Psychosocial Models of the Role of Social Support in the Etiology of Physical Disease

Department of Psychology, Carnegie-Mellon University, Pittsburgh, PA 15213.
Health Psychology (Impact Factor: 3.59). 02/1988; 7(3):269-97. DOI: 10.1037/0278-6133.7.3.269
Source: PubMed


Although there has been a substantial effort to establish the beneficial effects of social support on health and well-being, relatively little work has focused on how social support influences physical health. This article outlines possible mechanisms through which support systems may influence the etiology of physical disease. I begin by reviewing research on the relations between social support and morbidity and between social support and mortality. I distinguish between various conceptualizations of social support used in the existing literature and provide alternative explanations of how each of these conceptualizations of the social environment could influence the etiology of physical disease. In each case, I address the psychological mediators (e.g., health relevant cognitions, affect, and health behaviors) as well as biologic links (e.g., neuroendocrine links to immune and cardiovascular function). I conclude by proposing conceptual and methodological guidelines for future research in this area, highlighting the unique contributions psychologists can make to this inherently interdisciplinary endeavor.

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    • "Indeed, a large body of evidence has linked highly supportive relationships with physical health (e.g., see Deci and Ryan 2008; Ng et al. 2012; Ryan et al. 2008). Although extant research also suggests that close relationships affect physical health (e.g., Berkman 1995; Cohen 1988; Robles et al. 2014; Uchino et al. 1996), the specific pathways through which relationships might influence health outcomes remain underexplored (e.g., Uchino 2009). "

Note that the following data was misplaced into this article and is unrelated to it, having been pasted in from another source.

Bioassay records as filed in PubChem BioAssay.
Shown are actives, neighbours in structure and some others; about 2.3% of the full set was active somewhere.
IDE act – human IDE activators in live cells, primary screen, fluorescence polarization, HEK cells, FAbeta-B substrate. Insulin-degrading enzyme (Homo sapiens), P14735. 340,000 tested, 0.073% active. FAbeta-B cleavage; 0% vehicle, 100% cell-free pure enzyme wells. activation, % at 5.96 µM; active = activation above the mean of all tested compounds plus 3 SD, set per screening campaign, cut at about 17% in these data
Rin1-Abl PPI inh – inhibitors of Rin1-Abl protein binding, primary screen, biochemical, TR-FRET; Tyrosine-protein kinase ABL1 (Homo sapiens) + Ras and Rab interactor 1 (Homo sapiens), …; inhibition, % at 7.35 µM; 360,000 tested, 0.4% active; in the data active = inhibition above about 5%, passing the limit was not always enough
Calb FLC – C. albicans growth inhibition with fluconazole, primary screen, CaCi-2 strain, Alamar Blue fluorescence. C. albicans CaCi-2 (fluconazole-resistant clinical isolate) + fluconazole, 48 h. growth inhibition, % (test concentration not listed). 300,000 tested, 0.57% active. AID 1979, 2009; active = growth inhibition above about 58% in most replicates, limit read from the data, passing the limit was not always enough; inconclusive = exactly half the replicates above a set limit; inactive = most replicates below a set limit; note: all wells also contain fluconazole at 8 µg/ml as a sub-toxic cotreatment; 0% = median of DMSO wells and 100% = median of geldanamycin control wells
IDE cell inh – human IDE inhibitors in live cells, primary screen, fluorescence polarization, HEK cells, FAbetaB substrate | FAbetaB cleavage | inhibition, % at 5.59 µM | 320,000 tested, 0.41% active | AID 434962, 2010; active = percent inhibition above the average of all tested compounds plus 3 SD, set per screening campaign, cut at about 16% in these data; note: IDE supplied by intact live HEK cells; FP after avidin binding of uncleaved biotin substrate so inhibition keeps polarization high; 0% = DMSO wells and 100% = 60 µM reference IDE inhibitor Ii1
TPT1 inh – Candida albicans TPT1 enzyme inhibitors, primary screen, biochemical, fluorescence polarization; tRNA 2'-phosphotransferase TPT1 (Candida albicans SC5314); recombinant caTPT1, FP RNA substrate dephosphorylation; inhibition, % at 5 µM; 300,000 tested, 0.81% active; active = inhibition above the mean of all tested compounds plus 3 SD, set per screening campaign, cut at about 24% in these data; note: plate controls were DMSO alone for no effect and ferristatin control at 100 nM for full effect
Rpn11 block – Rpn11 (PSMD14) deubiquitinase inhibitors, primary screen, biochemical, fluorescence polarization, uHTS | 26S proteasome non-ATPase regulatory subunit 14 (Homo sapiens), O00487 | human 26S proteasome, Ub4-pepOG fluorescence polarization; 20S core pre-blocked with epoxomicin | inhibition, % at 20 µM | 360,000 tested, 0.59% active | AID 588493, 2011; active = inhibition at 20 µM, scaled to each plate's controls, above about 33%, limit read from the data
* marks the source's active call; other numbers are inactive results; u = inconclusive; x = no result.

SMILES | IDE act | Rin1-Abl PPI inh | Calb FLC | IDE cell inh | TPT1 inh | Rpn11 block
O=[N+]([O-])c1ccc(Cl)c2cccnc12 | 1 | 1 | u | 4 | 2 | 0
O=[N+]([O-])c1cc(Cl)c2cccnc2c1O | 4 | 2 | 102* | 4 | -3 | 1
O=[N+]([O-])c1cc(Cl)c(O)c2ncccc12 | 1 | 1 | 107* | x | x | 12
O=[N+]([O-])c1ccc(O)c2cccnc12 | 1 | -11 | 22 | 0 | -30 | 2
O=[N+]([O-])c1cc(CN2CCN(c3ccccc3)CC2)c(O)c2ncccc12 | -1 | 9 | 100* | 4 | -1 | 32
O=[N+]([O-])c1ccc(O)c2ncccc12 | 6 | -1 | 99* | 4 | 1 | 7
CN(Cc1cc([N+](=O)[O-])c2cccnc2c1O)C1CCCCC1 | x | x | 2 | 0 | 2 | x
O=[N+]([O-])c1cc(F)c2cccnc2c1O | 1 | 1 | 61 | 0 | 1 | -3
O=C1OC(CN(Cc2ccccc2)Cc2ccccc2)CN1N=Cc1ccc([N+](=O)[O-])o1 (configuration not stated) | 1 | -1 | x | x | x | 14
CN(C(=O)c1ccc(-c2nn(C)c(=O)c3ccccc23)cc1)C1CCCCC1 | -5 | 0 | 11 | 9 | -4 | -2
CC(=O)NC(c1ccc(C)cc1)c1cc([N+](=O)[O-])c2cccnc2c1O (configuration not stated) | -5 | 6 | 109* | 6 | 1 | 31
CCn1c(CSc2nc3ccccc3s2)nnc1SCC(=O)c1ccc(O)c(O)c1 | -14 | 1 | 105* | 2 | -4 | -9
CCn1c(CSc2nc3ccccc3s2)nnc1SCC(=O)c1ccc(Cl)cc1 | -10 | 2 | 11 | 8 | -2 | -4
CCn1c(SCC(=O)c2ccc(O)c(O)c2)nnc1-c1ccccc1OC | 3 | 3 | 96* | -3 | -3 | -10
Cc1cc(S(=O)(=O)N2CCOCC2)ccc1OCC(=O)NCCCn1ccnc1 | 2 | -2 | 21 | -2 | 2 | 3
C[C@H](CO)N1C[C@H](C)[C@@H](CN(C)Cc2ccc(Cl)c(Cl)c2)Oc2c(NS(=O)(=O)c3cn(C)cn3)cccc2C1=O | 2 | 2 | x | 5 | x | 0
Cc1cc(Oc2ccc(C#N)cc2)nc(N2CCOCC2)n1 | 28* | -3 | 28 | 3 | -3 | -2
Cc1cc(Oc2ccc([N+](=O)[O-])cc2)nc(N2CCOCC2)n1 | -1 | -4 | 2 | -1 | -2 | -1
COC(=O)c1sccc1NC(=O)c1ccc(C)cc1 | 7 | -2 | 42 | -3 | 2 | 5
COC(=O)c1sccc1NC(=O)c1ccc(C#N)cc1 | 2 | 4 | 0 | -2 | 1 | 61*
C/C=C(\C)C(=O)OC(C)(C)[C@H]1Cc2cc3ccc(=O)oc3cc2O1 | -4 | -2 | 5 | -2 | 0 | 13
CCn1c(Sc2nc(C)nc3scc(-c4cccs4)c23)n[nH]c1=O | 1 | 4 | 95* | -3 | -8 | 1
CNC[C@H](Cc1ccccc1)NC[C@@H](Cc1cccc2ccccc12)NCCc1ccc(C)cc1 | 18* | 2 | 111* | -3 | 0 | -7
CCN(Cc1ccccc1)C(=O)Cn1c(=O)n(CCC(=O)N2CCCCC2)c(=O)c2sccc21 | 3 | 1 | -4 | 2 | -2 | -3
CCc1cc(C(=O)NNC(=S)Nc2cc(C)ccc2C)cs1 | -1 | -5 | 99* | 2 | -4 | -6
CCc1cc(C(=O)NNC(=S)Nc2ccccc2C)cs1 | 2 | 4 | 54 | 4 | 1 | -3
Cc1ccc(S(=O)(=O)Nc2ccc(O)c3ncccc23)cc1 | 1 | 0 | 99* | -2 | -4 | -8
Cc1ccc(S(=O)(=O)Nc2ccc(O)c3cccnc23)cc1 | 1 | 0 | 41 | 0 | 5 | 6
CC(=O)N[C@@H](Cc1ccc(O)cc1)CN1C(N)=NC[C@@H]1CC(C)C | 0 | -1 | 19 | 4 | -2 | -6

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    • "Research on the benefits of social support has not yielded systematically positive results. However, three conditions have been shown to improve the overall effectiveness of support transactions: (a) support must be empathetic (Thoits, 1986), (b) support must be fitting to the stressor (Cohen, 1988), and (c) support must not be perceived as burdensome to the support provider (Bolger, Zuckerman, & Kessier, 2000). Social support provides a useful mechanism for understanding the ways in which increased social integration can affect both mental and physical health. "
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